Shark Tank’s Mark Cuban & Kevin O’Leary swear on this truth.
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It might seem like a no-brainer. The best way to make money is not to owe money. But is it really such a simple idea? So many of us look for get-rich-quick schemes. Or stay late at the office for months on end. But these Shark Tank sharks say that those aren’t the best means to accumulate wealth. In fact, the best way to get cash in our pockets is by making sure that the cash doesn’t leave your pocket in the first place; as in, if you want to make dough, then you should get out and stay out of debt.

Mark Cuban’s debt history

Mark Cuban himself, you might think, has never made a fiscal misstep in his entire life. But that would be untrue. The financial mogul had massive debt all throughout his 20s. Cuban says that the money lost to interest far outweighed any money that he could earn through investments in real estate or in the stock market.

“Whatever interest rate you have — it might be a student loan with a 7 percent interest rate — if you pay off that loan, you’re making 7 percent. That’s your immediate return, which is a lot safer than trying to pick a stock or trying to pick real estate, or whatever it may be,” he told MarketWatch. “Using a credit card is OK if you pay it off at the end of the month,” Cuban told Money. “Just recognize that the 18 percent or 20 percent or 30 percent you’re paying in credit card debt is going to cost you a lot more than you could ever earn anywhere else.”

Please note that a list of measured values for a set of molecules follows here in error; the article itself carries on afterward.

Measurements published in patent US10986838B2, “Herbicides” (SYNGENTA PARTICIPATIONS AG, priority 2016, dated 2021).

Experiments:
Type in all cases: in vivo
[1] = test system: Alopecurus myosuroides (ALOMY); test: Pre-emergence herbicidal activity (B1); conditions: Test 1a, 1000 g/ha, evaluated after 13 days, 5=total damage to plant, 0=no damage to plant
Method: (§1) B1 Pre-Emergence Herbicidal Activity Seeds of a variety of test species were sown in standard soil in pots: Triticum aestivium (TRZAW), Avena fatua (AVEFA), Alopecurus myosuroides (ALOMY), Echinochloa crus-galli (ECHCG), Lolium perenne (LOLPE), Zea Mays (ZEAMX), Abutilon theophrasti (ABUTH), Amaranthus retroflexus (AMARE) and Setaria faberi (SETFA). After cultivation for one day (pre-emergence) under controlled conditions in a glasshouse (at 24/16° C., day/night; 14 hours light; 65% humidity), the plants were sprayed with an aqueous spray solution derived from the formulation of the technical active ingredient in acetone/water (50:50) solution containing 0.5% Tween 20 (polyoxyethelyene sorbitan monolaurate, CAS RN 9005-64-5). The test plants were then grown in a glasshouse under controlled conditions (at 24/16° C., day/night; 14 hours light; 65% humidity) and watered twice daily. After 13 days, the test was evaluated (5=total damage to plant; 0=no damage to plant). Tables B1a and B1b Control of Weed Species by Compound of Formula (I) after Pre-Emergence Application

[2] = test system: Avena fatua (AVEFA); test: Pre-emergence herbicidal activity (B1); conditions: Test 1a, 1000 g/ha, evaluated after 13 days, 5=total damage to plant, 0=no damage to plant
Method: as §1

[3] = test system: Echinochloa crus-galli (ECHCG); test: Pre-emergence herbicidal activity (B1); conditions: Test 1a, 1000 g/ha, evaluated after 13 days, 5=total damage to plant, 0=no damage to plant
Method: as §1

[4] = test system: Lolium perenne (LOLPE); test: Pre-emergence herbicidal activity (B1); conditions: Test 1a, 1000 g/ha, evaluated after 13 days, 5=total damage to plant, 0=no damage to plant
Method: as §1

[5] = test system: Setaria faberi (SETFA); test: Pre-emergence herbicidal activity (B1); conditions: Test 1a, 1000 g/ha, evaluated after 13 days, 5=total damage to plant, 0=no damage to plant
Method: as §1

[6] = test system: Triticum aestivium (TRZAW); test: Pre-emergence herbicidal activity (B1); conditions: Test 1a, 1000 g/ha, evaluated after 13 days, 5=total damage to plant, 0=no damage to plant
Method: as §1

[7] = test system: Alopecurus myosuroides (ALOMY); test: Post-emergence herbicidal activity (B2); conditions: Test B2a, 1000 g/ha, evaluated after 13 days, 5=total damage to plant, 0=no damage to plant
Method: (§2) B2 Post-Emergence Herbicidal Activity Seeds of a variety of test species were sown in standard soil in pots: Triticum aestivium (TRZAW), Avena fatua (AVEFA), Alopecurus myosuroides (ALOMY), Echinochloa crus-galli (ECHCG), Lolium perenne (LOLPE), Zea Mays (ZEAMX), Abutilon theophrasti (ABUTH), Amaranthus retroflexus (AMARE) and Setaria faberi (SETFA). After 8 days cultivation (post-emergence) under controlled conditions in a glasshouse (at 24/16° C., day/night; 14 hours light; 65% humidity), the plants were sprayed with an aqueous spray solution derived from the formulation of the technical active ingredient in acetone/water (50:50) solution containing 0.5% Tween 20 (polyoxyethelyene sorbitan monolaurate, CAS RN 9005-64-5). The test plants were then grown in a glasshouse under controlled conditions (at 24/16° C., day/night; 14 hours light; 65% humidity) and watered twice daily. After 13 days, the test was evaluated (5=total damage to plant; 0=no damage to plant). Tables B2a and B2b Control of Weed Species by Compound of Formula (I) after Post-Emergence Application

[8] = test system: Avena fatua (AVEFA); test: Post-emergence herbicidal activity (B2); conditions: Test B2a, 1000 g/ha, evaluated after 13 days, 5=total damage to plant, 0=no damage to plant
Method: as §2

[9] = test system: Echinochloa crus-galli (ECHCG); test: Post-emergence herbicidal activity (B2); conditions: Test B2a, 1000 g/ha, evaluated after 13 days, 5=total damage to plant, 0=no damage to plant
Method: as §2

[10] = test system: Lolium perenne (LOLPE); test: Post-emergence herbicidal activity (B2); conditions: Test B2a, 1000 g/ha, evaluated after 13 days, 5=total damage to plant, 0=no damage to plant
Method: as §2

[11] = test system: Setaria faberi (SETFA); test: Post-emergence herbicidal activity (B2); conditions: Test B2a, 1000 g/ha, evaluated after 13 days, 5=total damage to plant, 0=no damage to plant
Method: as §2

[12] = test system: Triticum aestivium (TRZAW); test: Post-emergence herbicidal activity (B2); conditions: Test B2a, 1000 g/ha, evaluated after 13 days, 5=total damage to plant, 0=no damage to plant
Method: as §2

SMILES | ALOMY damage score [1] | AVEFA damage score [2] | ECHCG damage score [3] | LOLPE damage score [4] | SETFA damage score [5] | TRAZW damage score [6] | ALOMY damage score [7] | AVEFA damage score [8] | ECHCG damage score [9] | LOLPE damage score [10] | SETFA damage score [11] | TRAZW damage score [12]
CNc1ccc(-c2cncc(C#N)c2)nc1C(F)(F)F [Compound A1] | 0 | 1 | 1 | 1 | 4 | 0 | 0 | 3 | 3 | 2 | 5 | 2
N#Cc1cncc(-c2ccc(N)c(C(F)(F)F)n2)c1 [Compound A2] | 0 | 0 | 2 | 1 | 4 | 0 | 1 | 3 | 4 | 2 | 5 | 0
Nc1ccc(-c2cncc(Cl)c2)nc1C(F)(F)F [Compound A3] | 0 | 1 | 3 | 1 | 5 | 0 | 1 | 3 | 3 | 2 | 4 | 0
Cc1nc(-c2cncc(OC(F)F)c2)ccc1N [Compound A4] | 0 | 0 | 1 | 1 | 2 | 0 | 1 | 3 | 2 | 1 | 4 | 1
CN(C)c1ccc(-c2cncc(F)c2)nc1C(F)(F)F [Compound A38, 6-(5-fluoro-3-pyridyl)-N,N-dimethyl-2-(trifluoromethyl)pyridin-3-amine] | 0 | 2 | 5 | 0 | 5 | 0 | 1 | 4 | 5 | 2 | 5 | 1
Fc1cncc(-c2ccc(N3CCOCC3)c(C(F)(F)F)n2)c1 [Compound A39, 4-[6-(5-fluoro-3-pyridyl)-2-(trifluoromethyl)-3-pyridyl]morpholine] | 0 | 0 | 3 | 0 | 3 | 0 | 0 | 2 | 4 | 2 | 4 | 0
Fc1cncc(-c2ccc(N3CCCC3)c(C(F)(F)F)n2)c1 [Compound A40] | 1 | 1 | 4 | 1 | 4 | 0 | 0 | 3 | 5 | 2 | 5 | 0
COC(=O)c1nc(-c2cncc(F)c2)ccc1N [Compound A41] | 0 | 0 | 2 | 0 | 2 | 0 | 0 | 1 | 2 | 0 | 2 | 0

Debt repayment is “the best investment” that you can make, Cuban asserts. 

Debt payment outperforms investments

Long-term investment returns average out at around 9 or 10 percent annually. As such, paying down a debt with a 20 percent interest rate would earn twice as much as one would receive through an investment by itself.  

Kevin O’Leary, in an interview with CNBC, says that one should aim to have everything paid off, from student loans to credit card debt, by age 45.”

“The reason I say 45 is the turning point, or in your 40s, is because [just] think about a career: Most careers start in early 20s and end in the mid-60s,” O’Leary said. “So, when you’re 45 years old, the game is more than half over, and you better be out of debt, because you’re going to use the rest of the innings in that game to accrue capital.”

Takeaway

Because as you age you spend more – in addition to your responsibilities usually tending to increase – it is paramount to start planning very early to pay off debt (especially because it tends to get larger and more unwieldy with time, not less). If you keep your eye on the ball, in regards to debt, throughout your life, O’Leary and Cuban claim that you’ll gain financial security more easily when it comes time to retire.

 

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Posted 08.08.2018 - 09:00 am EDT